Did you know that October is SIDS Awareness Month? (Yes, I know it’s the end of the month, but I think this is a worthy topic to blog about. And an important one, especially with the infant sleep positioner recalls recently).

SIDS – or sudden infant death syndrome – is a silent killer that claims the lives of an estimated 2,500 seemingly healthy infants each year. Like its name implies, SIDS is the sudden and unexplained death of babies under one year old. More SIDS deaths occur between 2 and 4 months of age, and the risk increases during the winter months. It affects more boys than girls. And despite years of research, this disease remains the leading cause of death among infants between the ages of one month and one year old.

While your child’s risk of SIDS is rare, it’s a frightening phenomenon. Unsuspecting parents come into the nursery to check on their newborn, only to find that he has died in his sleep. Parents are left devastated and with no answers. While scientists have pinpointed risk factors for SIDS, they still do not know what causes it or how to prevent it. They only have theories.

Many researchers now argue that SIDS babies are born with one or more conditions that make them vulnerable to certain stressors. Some scientists believe that these babies may be born with defects in their nervous system – in the areas that control their breathing and heart rate. In addition, SIDS babies may have immature brainstems, compared to other babies. The brainstem region is the area that controls their respiratory function (breathing) and wakes them up from sleep.

When a baby with these vulnerabilities is placed in a compromising position, such as being placed stomach down with their faces burrowed in soft bedding, they have a harder time being aroused from sleep (due to their immature brainstems), so they continue to “re-breathe” (inhaling their own exhaled air). When these infants “re-breathe,” the level of carbon dioxide in their bodies increases and the level of oxygen decreases. Eventually, this lack of oxygen will cause their deaths.

For this reason, all doctors and pediatricians recommend that you place your baby to sleep on his back on a firm mattress.

Fun Fact: The SIDS deaths in the United States has declined over 50 percent since 1994, when parents were first encouraged to put their babies to sleep on their backs.

Despite this encouraging statistic, babies still die from SIDS every year. And unfortunately, there is no known way to prevent SIDS, however, there are steps you can take to reduce your child’s risk.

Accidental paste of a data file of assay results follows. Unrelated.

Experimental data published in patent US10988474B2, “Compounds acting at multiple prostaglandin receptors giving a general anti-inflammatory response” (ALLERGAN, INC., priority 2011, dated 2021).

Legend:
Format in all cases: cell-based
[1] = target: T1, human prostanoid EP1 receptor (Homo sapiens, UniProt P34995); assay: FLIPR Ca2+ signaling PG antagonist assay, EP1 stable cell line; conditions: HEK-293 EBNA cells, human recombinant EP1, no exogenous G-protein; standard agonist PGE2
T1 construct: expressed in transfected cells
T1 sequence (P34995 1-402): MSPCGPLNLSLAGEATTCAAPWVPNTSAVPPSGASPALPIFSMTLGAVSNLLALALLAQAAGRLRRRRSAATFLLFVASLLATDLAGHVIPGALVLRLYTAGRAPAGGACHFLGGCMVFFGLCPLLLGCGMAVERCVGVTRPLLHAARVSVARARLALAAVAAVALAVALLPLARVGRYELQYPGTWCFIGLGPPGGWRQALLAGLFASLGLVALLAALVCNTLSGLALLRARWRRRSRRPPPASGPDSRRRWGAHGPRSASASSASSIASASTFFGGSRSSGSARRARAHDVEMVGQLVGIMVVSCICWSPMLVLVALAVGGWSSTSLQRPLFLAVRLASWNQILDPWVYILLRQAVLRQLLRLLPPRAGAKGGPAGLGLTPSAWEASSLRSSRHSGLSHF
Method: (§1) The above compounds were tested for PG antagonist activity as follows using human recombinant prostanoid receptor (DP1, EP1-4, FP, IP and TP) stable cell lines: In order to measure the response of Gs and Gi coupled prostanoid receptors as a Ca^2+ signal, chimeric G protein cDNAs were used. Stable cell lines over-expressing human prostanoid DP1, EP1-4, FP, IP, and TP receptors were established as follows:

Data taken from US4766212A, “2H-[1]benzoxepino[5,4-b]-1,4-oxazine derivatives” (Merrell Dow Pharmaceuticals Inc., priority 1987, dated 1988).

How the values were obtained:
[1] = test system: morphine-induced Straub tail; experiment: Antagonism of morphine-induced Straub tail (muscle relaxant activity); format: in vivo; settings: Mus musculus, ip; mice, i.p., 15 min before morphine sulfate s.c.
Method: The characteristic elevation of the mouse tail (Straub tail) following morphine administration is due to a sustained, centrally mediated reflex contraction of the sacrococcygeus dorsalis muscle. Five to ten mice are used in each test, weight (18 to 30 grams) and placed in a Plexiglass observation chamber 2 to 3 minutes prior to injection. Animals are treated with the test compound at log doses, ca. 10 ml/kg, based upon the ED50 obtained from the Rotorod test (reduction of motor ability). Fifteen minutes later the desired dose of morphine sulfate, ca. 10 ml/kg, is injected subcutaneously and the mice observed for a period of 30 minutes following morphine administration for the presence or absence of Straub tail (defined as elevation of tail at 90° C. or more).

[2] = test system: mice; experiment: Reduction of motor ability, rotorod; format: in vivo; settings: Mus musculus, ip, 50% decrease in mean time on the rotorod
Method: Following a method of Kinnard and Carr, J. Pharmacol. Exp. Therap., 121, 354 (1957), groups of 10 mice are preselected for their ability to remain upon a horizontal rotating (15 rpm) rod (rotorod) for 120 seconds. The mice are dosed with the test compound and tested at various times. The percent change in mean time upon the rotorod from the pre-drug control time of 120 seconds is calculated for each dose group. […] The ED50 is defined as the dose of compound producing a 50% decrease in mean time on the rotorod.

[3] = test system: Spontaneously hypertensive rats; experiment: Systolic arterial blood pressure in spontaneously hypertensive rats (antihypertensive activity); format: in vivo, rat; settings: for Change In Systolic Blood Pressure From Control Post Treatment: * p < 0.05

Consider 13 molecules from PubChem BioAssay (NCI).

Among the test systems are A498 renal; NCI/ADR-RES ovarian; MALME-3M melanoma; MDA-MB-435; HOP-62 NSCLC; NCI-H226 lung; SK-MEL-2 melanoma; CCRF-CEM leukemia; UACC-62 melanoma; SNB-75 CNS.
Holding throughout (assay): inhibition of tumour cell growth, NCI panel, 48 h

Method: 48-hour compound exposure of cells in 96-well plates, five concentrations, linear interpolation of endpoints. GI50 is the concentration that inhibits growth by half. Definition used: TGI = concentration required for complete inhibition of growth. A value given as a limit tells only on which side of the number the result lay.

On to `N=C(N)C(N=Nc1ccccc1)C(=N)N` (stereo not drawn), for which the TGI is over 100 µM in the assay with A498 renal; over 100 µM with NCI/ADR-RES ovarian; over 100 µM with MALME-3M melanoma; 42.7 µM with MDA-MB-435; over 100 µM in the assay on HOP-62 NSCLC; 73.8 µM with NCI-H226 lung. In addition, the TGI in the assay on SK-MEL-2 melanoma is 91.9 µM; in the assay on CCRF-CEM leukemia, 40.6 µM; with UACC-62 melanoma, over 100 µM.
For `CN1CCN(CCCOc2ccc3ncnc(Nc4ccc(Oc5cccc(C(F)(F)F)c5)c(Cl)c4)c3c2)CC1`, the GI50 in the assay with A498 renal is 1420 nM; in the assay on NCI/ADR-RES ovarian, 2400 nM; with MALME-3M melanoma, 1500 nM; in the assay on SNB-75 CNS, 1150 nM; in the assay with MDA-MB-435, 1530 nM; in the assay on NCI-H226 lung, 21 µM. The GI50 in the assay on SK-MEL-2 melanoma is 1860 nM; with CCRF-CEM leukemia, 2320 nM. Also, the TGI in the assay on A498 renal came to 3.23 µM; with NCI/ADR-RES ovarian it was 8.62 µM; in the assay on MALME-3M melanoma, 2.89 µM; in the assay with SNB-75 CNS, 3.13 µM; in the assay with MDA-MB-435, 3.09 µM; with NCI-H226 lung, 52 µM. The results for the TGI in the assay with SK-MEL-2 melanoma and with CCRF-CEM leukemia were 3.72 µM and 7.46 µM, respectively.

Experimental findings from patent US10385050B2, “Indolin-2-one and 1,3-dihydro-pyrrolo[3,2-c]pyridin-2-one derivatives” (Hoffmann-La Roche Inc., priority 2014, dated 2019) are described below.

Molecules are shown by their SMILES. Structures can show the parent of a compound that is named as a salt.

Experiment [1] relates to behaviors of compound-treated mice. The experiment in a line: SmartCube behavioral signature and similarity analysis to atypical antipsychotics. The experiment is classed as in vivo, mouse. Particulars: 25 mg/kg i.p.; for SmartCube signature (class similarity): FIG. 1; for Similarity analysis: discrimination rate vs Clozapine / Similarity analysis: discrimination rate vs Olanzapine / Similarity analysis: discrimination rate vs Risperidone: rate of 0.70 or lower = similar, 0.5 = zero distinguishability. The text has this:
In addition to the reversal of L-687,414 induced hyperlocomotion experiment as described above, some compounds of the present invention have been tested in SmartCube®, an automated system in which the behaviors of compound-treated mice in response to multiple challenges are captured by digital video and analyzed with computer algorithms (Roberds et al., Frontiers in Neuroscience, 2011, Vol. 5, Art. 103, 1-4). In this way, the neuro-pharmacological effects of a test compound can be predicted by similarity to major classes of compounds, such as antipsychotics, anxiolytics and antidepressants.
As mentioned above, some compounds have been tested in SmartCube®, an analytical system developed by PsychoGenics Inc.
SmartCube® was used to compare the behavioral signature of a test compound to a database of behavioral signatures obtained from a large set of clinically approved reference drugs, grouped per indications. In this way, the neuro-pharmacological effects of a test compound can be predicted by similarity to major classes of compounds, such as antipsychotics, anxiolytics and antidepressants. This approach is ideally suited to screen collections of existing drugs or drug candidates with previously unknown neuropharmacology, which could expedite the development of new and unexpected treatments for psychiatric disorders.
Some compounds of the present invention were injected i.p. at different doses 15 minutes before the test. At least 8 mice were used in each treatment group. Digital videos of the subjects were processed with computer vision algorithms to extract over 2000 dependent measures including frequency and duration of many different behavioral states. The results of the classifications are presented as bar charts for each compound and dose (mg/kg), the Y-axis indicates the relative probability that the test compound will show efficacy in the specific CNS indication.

One way to possibly prevent SIDS is to eliminate the known risk factors of SIDS, including:

  • Exposure to Smoke – Your child is at greater risk of SIDS if you smoked during pregnancy, or if a newborn is around secondhand smoke.
  • Overheating – Infants are at greater risk of SIDS if they have an elevated body temperature. For this reason, the American Association of Pediatrics recommends that you keep the room temperature comfortable and limit how many blankets and outfits you place on your child.
  • Soft Bedding – Research has found that babies sleeping on a soft mattress or soft bedding have double the risk of SIDS.
  • Stomach Sleeping – Infants who sleep on their stomachs have a much higher risk of SIDS. That’s because stomach-sleeping babies are more likely to overheat, have pauses in breathing, and re-breathing his exhaled air.

You might be able to lower your child’s risk of SIDS if you follow these tips, as suggested by the American Sudden Infant Death Institute:

  • Always place your child to sleep on his back.
  • Put babies to sleep on a firm mattress. Do not place anything (no covers, pillows, toys, etc.) in the crib with your baby.
  • Do not co-sleep with your child.
  • Don’t over-clothe your child. Only dress him warm enough without having to use a blanket or cover.
  • Breastfeed your child if possible. (Infants who are breastfed are at reduced risk of SIDS).
  • Give your baby a pacifier. (Pacifier use is linked to lowering the risk of SIDS).

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DP Nguyen

DP Nguyen is founder and editor of Hip Chick's Guide to PMS, Pregnancy and Babies. She’s an expert pregnancy and women’s health blogger. She is NOT a medical doctor and does NOT offer medical advice. Connect with her on Google+, Twitter and Facebook.


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